The specter of historical contingency hangs over the passages dealing with the years 1784–6, for it was during these years that the establishment made its last stand. The description of the battles over incorporation, the general assessment and disestablishment leave the reader with the conclusion that the liberalization of Virginian religious life nearly did not happen, and until a very late date the establishment came close to co-opting the largest dissenting denominations into a plural arrangement that would have broadened the establishment but left its core assumptions and institutions in place. Had that happened, there would have been no disestablishment, and no model of secularization for the federal constitution to follow.
Overall Ragosta’s arguments are highly persuasive and the book stands well on its own. However, given its brevity, coming in at a mere 261 pages including appendices and index, one wonders whether the author could have gone into more depth on other aspects of the dissenting communities not strictly related to military mobilization but still relevant to political enfranchisement and religious disestablishment. For instance, rather than excluding Jefferson and Madison from the main narrative, more could have been done to integrate them as partners with the dissenting community. This holds especially true for Madison, who was educated by Presbyterian clergy and carried on a lengthy correspondence on the moral meaning of the revolution with Samuel Stanhope Smith, a Presbyterian clergyman who founded a dissenting academy in the Virginia back country and later became president of the College of New Jersey.
Ragosta also goes slightly astray by excluding Jefferson from the main narrative due to his desire to focus on the ‘voice’ of disestablishment. ‘The change in Virginia politics that allowed adoption of religious liberty had far more to do with the dissenters’ views than the erudite reasoning of Madison and Jefferson’, Ragosta claims. Perhaps so. But aside from the fact that Madison, educated by Presbyterians, was intellectually as much at home amongst dissenters as he was amongst the Anglicans, Ragosta’s focus on dissenting thought and agency overlooks the material support given the dissenters by sympathetic Anglican gentry, most notably Jefferson and Madison. It was Jefferson whose proposals for increased representation of dissenter-populated western counties, and for making land available to western settlers, swelled the ranks of dissenting delegates in the General Assembly and provided the votes for final passage of the Statute for Religious Freedom. And it was Madison who assumed floor leadership within the House of Delegates on behalf of the dissenters, and thereby successfully blocked the general assessment vote and organized the vote on disestablishment. Even if the voice of disestablishment was that of dissenters, the arguments had to appeal to enough Anglicans to get them to switch sides when the vote was called. Ragosta acknowledges as much when he writes that the ‘Enlightenment rationale, joined with the dissenters’ ideology, was essential’ to winning support for final passage (p. 169).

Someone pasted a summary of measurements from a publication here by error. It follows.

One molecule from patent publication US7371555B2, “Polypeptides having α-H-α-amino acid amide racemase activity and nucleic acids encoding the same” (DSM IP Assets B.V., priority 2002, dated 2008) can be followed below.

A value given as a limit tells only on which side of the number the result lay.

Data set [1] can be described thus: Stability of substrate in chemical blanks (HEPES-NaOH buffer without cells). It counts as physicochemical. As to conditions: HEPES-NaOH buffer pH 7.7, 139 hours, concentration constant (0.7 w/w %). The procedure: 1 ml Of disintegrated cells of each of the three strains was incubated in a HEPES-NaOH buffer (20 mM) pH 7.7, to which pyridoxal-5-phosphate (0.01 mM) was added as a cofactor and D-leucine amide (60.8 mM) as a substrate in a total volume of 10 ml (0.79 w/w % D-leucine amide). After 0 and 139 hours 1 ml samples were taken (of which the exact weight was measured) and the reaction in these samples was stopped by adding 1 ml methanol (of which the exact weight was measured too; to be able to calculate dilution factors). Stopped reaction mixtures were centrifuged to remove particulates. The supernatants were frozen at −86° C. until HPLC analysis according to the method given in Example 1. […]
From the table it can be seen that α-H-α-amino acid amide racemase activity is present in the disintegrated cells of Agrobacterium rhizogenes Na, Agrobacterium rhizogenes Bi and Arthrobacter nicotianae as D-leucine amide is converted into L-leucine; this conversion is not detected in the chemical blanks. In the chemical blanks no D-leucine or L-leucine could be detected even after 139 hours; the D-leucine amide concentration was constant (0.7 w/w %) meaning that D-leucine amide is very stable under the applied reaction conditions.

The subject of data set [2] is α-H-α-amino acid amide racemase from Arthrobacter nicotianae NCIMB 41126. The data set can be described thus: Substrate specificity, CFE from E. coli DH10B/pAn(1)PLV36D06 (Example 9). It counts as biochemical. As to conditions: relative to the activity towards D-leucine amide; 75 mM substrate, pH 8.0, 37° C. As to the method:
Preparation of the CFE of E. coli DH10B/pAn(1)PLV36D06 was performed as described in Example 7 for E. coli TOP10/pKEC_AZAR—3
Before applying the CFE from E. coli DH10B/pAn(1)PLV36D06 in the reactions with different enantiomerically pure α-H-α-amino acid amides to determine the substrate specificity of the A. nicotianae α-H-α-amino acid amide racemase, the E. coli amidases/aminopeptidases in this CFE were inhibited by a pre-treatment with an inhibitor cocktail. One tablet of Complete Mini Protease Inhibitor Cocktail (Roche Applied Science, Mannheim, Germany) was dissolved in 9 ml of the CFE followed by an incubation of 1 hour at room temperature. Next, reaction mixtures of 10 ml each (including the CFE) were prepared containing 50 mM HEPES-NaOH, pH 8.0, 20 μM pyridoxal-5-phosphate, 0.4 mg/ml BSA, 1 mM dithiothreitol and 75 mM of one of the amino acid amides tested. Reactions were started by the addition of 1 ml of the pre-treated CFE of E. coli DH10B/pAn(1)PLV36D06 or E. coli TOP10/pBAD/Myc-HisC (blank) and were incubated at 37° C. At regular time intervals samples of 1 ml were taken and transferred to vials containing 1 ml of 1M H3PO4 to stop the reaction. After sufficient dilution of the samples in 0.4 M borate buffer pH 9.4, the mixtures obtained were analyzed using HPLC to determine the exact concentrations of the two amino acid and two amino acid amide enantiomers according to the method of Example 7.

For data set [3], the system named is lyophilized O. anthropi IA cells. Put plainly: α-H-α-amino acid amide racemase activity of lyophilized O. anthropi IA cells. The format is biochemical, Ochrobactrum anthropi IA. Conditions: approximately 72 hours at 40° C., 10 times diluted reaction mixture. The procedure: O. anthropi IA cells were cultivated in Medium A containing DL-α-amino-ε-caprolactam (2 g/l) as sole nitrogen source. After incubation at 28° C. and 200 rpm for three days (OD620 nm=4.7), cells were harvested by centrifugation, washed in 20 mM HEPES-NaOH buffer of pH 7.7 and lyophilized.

This criticism is not to take away from Ragosta’s excellent treatment of the dissenters themselves – it is only to note that the scope of the book could have been expanded. His core theme, that the dissenters created their own liberation through prudent manipulation of wartime conditions, is an important antidote to a historiography that often does privilege Anglican elites and treats religious freedom as a right bestowed downwards from the Olympian heights of the Virginia Assembly. As a social history, it is a superb telling of an inadequately explored part of the revolution in Virginia. Wellspring of Liberty deserves to take a prominent place on the shelf of religious and social history during the American Revolution.
- Michael McDonnell, The Politics of War (Chapel Hill, NC, 2007).Back to (1)